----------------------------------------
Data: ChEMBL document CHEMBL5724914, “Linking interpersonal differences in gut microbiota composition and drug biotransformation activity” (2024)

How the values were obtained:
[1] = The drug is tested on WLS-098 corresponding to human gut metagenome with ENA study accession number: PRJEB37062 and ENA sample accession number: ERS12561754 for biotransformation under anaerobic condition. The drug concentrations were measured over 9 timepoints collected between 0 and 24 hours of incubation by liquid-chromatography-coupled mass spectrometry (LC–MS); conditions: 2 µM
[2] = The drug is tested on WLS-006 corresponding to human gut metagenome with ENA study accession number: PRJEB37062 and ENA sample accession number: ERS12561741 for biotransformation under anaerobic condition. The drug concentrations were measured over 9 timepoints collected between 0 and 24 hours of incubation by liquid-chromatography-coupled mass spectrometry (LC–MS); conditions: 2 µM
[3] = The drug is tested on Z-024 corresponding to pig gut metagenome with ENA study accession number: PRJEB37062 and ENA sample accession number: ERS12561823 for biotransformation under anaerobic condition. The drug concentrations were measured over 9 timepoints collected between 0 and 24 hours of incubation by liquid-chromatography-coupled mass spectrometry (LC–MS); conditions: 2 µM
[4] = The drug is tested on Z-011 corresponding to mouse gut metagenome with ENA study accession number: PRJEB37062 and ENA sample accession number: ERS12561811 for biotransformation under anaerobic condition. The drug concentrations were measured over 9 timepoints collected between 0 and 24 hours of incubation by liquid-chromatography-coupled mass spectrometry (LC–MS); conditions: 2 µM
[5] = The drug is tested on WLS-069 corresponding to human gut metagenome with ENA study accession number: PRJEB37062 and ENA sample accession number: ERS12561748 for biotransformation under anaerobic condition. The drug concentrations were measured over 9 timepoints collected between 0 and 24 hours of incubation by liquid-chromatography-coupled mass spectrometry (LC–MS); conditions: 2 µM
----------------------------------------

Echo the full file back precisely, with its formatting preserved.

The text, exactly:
Data: ChEMBL document CHEMBL5724914, “Linking interpersonal differences in gut microbiota composition and drug biotransformation activity” (2024)

How the values were obtained:
[1] = The drug is tested on WLS-098 corresponding to human gut metagenome with ENA study accession number: PRJEB37062 and ENA sample accession number: ERS12561754 for biotransformation under anaerobic condition. The drug concentrations were measured over 9 timepoints collected between 0 and 24 hours of incubation by liquid-chromatography-coupled mass spectrometry (LC–MS); conditions: 2 µM
[2] = The drug is tested on WLS-006 corresponding to human gut metagenome with ENA study accession number: PRJEB37062 and ENA sample accession number: ERS12561741 for biotransformation under anaerobic condition. The drug concentrations were measured over 9 timepoints collected between 0 and 24 hours of incubation by liquid-chromatography-coupled mass spectrometry (LC–MS); conditions: 2 µM
[3] = The drug is tested on Z-024 corresponding to pig gut metagenome with ENA study accession number: PRJEB37062 and ENA sample accession number: ERS12561823 for biotransformation under anaerobic condition. The drug concentrations were measured over 9 timepoints collected between 0 and 24 hours of incubation by liquid-chromatography-coupled mass spectrometry (LC–MS); conditions: 2 µM
[4] = The drug is tested on Z-011 corresponding to mouse gut metagenome with ENA study accession number: PRJEB37062 and ENA sample accession number: ERS12561811 for biotransformation under anaerobic condition. The drug concentrations were measured over 9 timepoints collected between 0 and 24 hours of incubation by liquid-chromatography-coupled mass spectrometry (LC–MS); conditions: 2 µM
[5] = The drug is tested on WLS-069 corresponding to human gut metagenome with ENA study accession number: PRJEB37062 and ENA sample accession number: ERS12561748 for biotransformation under anaerobic condition. The drug concentrations were measured over 9 timepoints collected between 0 and 24 hours of incubation by liquid-chromatography-coupled mass spectrometry (LC–MS); conditions: 2 µM